The Trafalgar Way. Axminster - 9th post-horse change On Monday 21st October 1805 the Royal Navy decisively defeated a combined French and Spanish fleet off Cape Trafalgar on the south west coast of Spain. This victory permanently removed the threat of invasion of England by the armies of Napoleon Bonaparte. The first official dispatches with the momentous news of the victory, and the death in action of Vice Admiral Lord Nelson, were carried to England on board H.M. Schooner PICKLE by her captain, Lieutenant John Richards Lapenotiere. Lapenotiere landed at Falmouth on Monday 4th November 1805 and set out "express by post-chaise" for London, following what is now The Trafalgar Way. He took some 37 hours to cover the 271 mile journey, changing horses 21 times. The 11th such change was made at Dorchester on the morning of 5th November at a cost of two pounds fourteen shillings and sixpence. Lapenotiere delivered his dispatches to the Admiralty at 1 a.m. on Wednesday 6th November. The news was at once passed to the Prime Minister and the King, and special editions of newspapers were published later the same day to inform the nation.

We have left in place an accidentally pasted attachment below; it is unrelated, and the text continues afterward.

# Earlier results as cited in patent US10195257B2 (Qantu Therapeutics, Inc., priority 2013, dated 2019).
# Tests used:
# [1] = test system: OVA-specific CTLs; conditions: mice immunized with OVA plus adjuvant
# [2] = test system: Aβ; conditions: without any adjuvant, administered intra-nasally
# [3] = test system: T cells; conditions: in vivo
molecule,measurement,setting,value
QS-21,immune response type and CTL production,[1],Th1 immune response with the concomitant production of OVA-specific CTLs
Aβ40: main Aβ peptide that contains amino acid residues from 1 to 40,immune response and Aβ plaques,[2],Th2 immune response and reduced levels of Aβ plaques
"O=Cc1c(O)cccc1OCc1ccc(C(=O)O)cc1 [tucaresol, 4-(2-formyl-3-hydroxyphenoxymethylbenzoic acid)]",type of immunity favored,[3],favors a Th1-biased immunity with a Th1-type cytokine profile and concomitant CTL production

Trinity House, Victoria Place, Axminster, United Kingdom